The Art of Dancing (Slow, Fast, Alone)

I’m not normally a big word person, but there is one I really like. A large one called perichoresis. It means that God and the Son and the Spirit relate with each other in an eternal dance. They are each separate, with their feet and their moves, but are one in the movement itself, the rhythm and experience and overall feel of the thing.

I spoke with my friend Annie about this once, and afterwards she told me that she left and danced. She said she feels God when she is dancing, so she danced around an empty classroom and thought about God and the Son and the Spirit, about interrelation and the beauty of existence.

She and I have decided that we are all meant to relate with one another. To all trust one another. To all dance with one another.

We are children of the eternally dancing God, after all.

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In sixth grade my friend Michael had a birthday party and invited a bunch of people to it.

Everyone started slow dancing at the end, but I didn’t.

I danced by myself.

I swayed and swayed and moved and milled about and around couples and friends.

By myself and in my own rhythm.

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I was eating with my good friend Dan the other day. We were eating pizza and talking about life and girls and being leaders.

He said that he is definitely the least mature of his friends, that he chose to be friends with them because they are better than he is. He hopes they will make him a better person. But he thinks they will always be better than him. He will always be inadequate, an afterthought.

If he and his friends were New York City, he would be the smallest and dullest skyscraper. No matter how many floors they added to him or how many times they washed his windows, his friends would always be taller and brighter and more exciting.

If he was at Michael’s party instead of me, I think he would have been dancing by himself too.

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I am alone right now. I am sitting in my fancy coffee shop in the city, the one I go to when I need to get work done, and there are people all around me. Three ferns sit in the window in front of me, the one on the left shorter than the one in the middle and the one in the middle shorter than the one on the right. A lady is reading an art magazine; two friends are doing schoolwork at the bar.

I see them as I sit at my table and type these words.

It’s funny how often I write about friendship by myself in coffee shops.

I want to write next to someone but don’t want to bother anyone. They are probably busy.

I look at the ferns again, the one on the left is significantly shorter and duller. Dan and I must be the fern on the left.

A little piece of me is transported to dancing alone in sixth grade.

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Annie did not dance by herself in the empty classroom. She was dancing with God and Jesus and the Holy Spirit.

We are all dancing with God and Jesus and the Holy Spirit. It’s true. Annie and Dan and me and you. Each of us twisting and waltzing and throwing our hands in the air.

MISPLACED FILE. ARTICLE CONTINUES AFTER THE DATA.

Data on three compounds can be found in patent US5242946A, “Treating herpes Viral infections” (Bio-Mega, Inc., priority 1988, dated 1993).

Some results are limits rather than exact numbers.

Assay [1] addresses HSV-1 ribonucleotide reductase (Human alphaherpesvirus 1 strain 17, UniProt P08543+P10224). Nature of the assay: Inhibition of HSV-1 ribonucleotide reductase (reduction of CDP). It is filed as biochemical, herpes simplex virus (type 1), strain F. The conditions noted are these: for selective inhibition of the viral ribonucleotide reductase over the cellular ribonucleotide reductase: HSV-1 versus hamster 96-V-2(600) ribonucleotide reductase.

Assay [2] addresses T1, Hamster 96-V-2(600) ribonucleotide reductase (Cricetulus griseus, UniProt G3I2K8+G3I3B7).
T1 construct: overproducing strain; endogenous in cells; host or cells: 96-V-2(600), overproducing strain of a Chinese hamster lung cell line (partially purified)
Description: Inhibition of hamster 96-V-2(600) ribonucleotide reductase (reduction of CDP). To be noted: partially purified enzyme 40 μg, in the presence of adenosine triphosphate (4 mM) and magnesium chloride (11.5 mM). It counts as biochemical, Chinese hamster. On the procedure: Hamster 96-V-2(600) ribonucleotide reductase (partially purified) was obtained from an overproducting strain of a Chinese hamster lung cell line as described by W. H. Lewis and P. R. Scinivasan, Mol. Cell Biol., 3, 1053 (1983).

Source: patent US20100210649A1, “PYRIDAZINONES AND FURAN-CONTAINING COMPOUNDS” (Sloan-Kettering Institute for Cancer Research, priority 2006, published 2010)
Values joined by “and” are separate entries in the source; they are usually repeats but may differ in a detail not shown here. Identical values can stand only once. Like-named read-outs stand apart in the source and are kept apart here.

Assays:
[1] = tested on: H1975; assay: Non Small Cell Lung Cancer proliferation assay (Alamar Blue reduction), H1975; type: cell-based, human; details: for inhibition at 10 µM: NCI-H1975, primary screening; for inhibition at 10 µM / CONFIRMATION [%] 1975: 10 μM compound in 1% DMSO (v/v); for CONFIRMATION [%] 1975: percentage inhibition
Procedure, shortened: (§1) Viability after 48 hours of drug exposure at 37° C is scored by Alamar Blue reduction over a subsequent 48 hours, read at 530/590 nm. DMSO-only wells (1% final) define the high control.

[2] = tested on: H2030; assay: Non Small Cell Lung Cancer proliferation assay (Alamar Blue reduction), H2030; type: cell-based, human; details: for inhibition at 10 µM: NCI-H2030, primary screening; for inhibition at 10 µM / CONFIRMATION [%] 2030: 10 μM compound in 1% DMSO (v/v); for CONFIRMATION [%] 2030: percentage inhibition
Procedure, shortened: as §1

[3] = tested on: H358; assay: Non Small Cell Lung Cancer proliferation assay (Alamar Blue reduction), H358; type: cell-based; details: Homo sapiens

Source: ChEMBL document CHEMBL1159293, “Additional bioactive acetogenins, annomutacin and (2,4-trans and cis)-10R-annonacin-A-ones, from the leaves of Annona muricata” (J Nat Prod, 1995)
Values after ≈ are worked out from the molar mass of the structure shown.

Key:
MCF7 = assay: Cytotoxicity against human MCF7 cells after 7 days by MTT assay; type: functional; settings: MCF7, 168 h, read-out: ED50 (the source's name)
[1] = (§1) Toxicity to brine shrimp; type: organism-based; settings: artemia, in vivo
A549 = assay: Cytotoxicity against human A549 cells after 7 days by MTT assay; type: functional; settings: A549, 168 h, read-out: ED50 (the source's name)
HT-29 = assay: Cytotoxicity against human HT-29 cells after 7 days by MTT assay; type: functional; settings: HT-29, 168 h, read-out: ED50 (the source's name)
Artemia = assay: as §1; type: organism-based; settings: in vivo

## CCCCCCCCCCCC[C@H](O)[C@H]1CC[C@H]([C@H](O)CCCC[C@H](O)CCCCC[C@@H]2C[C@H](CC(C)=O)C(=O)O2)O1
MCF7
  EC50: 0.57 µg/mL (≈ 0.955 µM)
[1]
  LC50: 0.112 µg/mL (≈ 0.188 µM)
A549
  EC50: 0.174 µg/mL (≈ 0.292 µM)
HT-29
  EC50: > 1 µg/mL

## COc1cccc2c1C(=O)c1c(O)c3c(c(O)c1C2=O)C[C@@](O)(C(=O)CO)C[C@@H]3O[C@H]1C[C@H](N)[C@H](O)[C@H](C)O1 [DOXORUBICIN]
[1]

When we feel lonely or when we feel full, God and Jesus and the Holy Spirit are inviting us to dance. Sometimes that looks like dancing in an empty classroom, other times that consists of broken prayers or words typed in busy coffee shops.

When we think low of ourselves, when our friends seem more popular or more exciting, we serve a God whose hand is reaching to us, asking us to join him on the dance floor. God and Jesus and the Holy Spirit hold our self-esteem and self-worth, we need to step onto the dance floor and experience it with them.

The secret is that our self-worth is secure and found in the fortress of the Dancing God. Strong, sure, and eternal.

 

As a Christian, when we are lonely, we are still sons and daughters of the Dancing God.

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But sometimes, even though we know we are not alone, we still feel lonely.

And as I’ve gone about learning more and more about God and Jesus and the Holy Spirit and my onset loneliness, I’ve learned another truth.

We are always with God, so we are never truly alone. But it is important to have people in our lives who can show us God’s rhythms, too.

My friend Hannah says she sees it in the way people get passionate about social justice and the way people show hospitality and love. She sees God and Jesus and the Holy Spirit and learns a little more of what it looks like to dance.

She told me that being by yourself is important and good; we need to learn how to personally hear the footsteps of the Dancing God.

But we were also created to be in community. To be with people who can pick us up off our feet when we are tired. To see God and Jesus and the Holy Spirit in them. To learn from them.

People are not too busy to see me. People are not shinier and worthier than Dan. We are not afterthoughts.

Those are lies from the one who hates eternally dancing. Those are not the words of God or Jesus or the Holy Spirit.

As we dance, as we try and listen for the rhythm of grace, we need to ask others to join us. We are called to dance together with the eternally dancing God.